We are indebted to our patients and their caregivers for supporting our study. We thank our MR staff for assistance during data collection, and Pietro Ballinari, PhD, SCAN, for help with statistical analysis. This work was supported by a Swiss National Science Foundation Grant (SNF 3200B0-118018) to BW.

Supplementary material

429_2014_804_MOESM1_ESM.docx (1 mb)
Supplementary material 1 (DOCX 1070 kb)

References

  1. Abela E, Missimer J, Wiest R, Federspiel A, Hess C, Sturzenegger M, Weder B (2012) Lesions to primary sensory and posterior parietal cortices impair recovery from hand paresis after stroke. PLoS One 7(2):e31275. doi: 10.1371/journal.pone.0031275 PubMedCentralPubMedCrossRefGoogle Scholar
  2. Agosta F, Gorno-Tempini ML, Pagani E, Sala S, Caputo D, Perini M, Bartolomei I, Fruguglietti ME, Filippi M (2009) Longitudinal assessment of grey matter contraction in amyotrophic lateral sclerosis: a tensor based morphometry study. Amyotroph Later Scler 10(3):168–174. doi: 10.1080/17482960802603841 CrossRefGoogle Scholar
  3. Alexander GE, DeLong MR, Strick PL (1986) Parallel organization of functionally segregated circuits linking basal ganglia and cortex. Annu Rev Neurosci 9:357–381. doi: 10.1146/annurev.ne.09.030186.002041 PubMedCrossRefGoogle Scholar
  4. Amunts K, Lenzen M, Friederici AD, Schleicher A, Morosan P, Palomero-Gallagher N, Zilles K (2010) Broca’s region: novel organizational principles and multiple receptor mapping. PLoS Biol 8(9). doi: 10.1371/journal.pbio.1000489
  5. Andersen SM, Rapcsak SZ, Beeson PM (2010) Cost function masking during normalization of brains with focal lesions: still a necessity? NeuroImage 53(1):78–84. doi: 10.1016/j.neuroimage.2010.06.003 PubMedCentralPubMedCrossRefGoogle Scholar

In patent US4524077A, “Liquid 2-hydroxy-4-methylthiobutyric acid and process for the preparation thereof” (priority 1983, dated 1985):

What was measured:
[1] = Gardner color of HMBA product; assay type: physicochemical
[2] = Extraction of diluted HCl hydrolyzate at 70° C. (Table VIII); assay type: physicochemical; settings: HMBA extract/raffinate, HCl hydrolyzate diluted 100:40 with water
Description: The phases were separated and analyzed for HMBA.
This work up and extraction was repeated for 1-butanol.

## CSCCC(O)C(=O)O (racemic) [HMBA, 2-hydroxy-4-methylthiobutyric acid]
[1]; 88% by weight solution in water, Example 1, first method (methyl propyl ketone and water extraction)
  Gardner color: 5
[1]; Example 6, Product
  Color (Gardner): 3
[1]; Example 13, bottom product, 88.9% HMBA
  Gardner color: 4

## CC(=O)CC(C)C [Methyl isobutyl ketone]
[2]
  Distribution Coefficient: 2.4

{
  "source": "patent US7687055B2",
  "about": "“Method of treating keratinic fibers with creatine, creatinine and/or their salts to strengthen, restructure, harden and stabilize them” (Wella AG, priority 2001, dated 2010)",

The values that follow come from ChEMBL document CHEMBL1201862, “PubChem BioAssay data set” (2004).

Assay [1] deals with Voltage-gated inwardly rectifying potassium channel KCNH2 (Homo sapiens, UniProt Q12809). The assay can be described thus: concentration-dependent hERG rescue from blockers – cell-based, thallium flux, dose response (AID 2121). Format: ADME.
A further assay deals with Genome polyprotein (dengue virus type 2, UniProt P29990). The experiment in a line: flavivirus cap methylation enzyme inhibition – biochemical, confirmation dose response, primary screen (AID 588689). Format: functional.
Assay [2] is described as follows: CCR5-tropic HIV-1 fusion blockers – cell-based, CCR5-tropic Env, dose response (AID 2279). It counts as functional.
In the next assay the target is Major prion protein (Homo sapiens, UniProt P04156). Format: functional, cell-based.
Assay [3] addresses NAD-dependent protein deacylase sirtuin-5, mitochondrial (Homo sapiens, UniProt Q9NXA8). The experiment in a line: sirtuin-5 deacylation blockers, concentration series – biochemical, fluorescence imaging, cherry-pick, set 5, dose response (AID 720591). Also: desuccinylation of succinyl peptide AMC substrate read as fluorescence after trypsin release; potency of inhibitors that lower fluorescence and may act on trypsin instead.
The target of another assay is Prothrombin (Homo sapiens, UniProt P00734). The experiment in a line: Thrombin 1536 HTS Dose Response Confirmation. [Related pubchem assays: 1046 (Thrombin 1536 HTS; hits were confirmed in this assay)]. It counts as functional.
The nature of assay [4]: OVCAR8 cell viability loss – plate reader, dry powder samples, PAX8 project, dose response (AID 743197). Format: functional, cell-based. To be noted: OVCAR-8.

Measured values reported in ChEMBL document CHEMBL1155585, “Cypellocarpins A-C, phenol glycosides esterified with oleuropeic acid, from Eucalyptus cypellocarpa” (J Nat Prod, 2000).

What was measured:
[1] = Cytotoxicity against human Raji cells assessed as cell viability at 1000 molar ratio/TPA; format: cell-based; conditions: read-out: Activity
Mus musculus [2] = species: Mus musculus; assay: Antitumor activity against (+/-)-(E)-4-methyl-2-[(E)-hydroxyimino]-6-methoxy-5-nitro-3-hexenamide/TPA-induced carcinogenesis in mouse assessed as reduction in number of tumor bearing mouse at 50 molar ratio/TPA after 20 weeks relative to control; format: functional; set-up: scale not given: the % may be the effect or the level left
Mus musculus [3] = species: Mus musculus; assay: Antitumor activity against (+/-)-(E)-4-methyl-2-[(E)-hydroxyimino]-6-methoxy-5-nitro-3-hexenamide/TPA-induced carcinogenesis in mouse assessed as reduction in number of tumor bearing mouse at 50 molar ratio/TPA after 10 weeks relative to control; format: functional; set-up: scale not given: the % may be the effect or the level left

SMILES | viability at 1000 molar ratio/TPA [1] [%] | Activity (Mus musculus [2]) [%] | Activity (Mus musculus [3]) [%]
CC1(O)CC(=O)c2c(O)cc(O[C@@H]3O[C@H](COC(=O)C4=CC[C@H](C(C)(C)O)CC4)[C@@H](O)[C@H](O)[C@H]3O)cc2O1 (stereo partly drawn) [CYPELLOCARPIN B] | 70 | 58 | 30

6. Anderson DR, Burnham KP (2010) Model selection and multi-model inference: a practical information theoretic approach. Springer, New YorkGoogle Scholar
  7. Ashburner J, Friston KJ (2000) Voxel-based morphometry—the methods. NeuroImage 11(6 Pt 1):805–821. doi: 10.1006/nimg.2000.0582 PubMedCrossRefGoogle Scholar
  8. Ashburner J, Friston KJ (2005) Unified segmentation. NeuroImage 26(3):839–851. doi: 10.1016/j.neuroimage.2005.02.018 PubMedCrossRefGoogle Scholar
  9. Behrens TE, Johansen-Berg H, Woolrich MW, Smith SM, Wheeler-Kingshott CA, Boulby PA, Barker GJ, Sillery EL, Sheehan K, Ciccarelli O, Thompson AJ, Brady JM, Matthews PM (2003) Non-invasive mapping of connections between human thalamus and cortex using diffusion imaging. Nat Neurosci 6(7):750–757. doi: 10.1038/nn1075 PubMedCrossRefGoogle Scholar
  10. Binkofski F, Buccino G (2004) Motor functions of the Broca’s region. Brain Lang 89(2):362–369. doi: 10.1016/S0093-934X(03)00358-4 PubMedCrossRefGoogle Scholar
  11. Binkofski F, Buccino G, Zilles K, Fink GR (2004) Supramodal representation of objects and actions in the human inferior temporal and ventral premotor cortex. Cortex 40(1):159–161PubMedCrossRefGoogle Scholar
  12. Bonita R, Beaglehole R (1988) Recovery of motor function after stroke. Stroke 19(12):1497–1500PubMedCrossRefGoogle Scholar
  13. Brambati SM, Renda NC, Rankin KP, Rosen HJ, Seeley WW, Ashburner J, Weiner MW, Miller BL, Gorno-Tempini ML (2007) A tensor based morphometry study of longitudinal gray matter contraction in FTD. NeuroImage 35(3):998–1003. doi: 10.1016/j.neuroimage.2007.01.028 PubMedCentralPubMedCrossRefGoogle Scholar
  14. Brambati SM, Rankin KP, Narvid J, Seeley WW, Dean D, Rosen HJ, Miller BL, Ashburner J, Gorno-Tempini ML (2009) Atrophy progression in semantic dementia with asymmetric temporal involvement: a tensor-based morphometry study. Neurobiol Aging 30(1):103–111. doi: 10.1016/j.neurobiolaging.2007.05.014 PubMedCentralPubMedCrossRefGoogle Scholar
  15. Brett M, Leff AP, Rorden C, Ashburner J (2001) Spatial normalization of brain images with focal lesions using cost function masking. NeuroImage 14(2):486–500. doi: 10.1006/nimg.2001.0845 PubMedCrossRefGoogle Scholar
  16. Brodtmann A, Pardoe H, Li Q, Lichter R, Ostergaard L, Cumming T (2012) Changes in regional brain volume three months after stroke. J Neurol Sci 322(1–2):122–128. doi: 10.1016/j.jns.2012.07.019 PubMedCrossRefGoogle Scholar